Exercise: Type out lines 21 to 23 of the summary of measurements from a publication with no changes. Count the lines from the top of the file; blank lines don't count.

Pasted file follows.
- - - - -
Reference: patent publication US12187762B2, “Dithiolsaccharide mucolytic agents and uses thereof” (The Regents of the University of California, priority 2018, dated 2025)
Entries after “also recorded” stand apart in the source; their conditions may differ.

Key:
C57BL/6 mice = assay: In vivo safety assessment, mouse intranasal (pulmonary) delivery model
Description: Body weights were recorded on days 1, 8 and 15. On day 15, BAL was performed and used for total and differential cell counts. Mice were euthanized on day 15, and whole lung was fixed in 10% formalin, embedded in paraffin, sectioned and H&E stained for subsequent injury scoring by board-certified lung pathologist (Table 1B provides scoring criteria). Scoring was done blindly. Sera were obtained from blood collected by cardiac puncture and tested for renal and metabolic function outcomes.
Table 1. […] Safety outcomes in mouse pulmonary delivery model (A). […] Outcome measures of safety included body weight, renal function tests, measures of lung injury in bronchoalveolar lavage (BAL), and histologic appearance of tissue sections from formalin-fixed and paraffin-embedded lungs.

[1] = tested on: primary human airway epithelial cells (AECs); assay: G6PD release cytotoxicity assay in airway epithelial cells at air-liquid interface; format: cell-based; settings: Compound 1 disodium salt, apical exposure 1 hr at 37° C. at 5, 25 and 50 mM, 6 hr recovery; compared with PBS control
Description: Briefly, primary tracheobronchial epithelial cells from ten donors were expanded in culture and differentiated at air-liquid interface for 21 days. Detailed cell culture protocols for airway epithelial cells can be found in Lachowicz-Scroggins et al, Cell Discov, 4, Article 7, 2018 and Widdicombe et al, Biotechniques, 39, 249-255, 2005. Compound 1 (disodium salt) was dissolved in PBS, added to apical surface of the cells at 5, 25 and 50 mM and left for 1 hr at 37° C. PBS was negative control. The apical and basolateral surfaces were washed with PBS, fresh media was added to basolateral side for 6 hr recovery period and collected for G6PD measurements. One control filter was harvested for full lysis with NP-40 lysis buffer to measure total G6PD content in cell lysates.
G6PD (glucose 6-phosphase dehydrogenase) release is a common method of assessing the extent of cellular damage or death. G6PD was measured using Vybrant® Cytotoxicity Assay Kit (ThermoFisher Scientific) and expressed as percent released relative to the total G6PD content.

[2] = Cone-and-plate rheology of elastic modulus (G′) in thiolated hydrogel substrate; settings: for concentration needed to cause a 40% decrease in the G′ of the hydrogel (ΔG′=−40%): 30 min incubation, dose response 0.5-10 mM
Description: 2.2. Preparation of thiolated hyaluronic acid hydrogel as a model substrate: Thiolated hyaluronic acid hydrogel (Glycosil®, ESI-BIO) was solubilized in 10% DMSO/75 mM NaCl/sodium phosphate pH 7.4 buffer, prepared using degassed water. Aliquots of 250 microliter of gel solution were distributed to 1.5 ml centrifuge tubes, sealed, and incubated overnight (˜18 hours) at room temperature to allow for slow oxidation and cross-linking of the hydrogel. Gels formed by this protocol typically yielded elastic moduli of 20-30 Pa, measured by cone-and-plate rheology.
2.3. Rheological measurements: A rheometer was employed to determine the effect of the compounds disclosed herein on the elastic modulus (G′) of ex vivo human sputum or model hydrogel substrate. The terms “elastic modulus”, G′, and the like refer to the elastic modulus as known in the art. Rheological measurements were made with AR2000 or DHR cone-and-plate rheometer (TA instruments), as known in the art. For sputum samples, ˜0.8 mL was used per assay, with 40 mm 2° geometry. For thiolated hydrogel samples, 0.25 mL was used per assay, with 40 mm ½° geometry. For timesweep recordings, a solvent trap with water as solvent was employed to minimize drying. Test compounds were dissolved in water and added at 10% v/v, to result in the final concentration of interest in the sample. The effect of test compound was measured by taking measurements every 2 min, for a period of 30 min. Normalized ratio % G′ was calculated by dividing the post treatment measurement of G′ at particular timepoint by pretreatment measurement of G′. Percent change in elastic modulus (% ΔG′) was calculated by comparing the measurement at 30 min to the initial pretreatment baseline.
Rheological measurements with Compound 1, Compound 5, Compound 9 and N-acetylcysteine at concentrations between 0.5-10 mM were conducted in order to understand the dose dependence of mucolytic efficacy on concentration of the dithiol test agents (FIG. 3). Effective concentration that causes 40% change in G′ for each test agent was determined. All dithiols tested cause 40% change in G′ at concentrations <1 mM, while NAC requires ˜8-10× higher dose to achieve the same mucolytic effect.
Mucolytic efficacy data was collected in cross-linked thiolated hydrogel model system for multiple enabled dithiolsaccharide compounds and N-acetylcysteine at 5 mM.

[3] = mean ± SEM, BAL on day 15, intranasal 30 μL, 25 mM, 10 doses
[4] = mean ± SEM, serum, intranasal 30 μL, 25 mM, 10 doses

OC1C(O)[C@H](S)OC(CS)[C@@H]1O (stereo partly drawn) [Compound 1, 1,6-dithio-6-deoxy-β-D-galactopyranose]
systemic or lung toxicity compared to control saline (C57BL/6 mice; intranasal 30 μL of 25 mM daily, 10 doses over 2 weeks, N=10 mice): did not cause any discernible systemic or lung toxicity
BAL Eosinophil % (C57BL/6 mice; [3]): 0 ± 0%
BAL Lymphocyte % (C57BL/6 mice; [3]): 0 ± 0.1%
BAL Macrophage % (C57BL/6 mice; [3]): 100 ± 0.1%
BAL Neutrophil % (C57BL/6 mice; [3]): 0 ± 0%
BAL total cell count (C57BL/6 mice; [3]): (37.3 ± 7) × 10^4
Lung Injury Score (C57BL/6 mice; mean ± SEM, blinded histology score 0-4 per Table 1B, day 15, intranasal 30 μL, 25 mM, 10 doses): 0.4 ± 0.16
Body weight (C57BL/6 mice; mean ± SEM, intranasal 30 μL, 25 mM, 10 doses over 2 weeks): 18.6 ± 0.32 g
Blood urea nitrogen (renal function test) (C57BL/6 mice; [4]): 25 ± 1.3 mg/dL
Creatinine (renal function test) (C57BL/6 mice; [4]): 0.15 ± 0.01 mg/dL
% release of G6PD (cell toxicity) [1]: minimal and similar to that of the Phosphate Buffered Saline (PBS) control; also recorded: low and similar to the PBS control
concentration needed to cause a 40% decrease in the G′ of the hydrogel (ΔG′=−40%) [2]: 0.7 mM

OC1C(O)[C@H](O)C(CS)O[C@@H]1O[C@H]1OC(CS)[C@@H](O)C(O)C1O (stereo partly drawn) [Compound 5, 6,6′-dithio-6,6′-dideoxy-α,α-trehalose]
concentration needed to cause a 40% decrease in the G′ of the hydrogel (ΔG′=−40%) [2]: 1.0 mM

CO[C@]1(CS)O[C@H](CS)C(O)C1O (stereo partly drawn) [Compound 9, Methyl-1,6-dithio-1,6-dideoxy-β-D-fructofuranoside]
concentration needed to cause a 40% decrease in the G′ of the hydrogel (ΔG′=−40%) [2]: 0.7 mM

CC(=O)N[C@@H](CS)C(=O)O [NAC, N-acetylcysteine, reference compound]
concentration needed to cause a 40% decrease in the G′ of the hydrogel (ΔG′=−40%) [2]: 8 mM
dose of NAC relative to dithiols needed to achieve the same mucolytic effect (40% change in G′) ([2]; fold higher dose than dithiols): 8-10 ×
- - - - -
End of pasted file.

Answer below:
BAL Macrophage % (C57BL/6 mice; [3]): 100 ± 0.1%
BAL Neutrophil % (C57BL/6 mice; [3]): 0 ± 0%
BAL total cell count (C57BL/6 mice; [3]): (37.3 ± 7) × 10^4